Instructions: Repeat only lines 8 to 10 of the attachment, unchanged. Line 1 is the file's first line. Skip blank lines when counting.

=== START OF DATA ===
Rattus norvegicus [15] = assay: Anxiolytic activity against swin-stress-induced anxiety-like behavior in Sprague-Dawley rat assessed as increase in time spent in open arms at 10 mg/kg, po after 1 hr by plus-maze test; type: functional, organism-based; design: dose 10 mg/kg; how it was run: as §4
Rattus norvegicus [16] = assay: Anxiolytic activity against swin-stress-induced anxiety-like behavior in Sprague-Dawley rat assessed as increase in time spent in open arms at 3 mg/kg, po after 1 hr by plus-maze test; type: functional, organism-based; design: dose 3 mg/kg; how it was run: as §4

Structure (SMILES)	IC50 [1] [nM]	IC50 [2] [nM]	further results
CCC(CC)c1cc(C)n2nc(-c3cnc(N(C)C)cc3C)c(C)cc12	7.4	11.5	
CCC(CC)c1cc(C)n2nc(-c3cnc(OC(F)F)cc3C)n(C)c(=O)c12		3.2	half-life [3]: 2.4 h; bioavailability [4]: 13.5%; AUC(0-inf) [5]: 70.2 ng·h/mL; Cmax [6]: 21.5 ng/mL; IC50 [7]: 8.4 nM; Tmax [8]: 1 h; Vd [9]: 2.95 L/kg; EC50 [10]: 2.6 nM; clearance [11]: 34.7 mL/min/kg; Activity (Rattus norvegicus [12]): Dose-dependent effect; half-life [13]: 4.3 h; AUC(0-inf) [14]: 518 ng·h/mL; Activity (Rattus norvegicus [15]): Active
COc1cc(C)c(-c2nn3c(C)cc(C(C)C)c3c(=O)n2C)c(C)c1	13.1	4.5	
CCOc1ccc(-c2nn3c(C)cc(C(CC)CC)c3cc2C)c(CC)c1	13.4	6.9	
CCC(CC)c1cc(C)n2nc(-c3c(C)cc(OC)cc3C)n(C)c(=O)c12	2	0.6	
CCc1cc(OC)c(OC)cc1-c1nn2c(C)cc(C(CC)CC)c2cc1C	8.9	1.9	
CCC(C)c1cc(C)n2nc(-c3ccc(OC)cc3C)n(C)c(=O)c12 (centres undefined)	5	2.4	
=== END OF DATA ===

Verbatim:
CCC(CC)c1cc(C)n2nc(-c3c(C)cc(OC)cc3C)n(C)c(=O)c12	2	0.6	
CCc1cc(OC)c(OC)cc1-c1nn2c(C)cc(C(CC)CC)c2cc1C	8.9	1.9	
CCC(C)c1cc(C)n2nc(-c3ccc(OC)cc3C)n(C)c(=O)c12 (centres undefined)	5	2.4	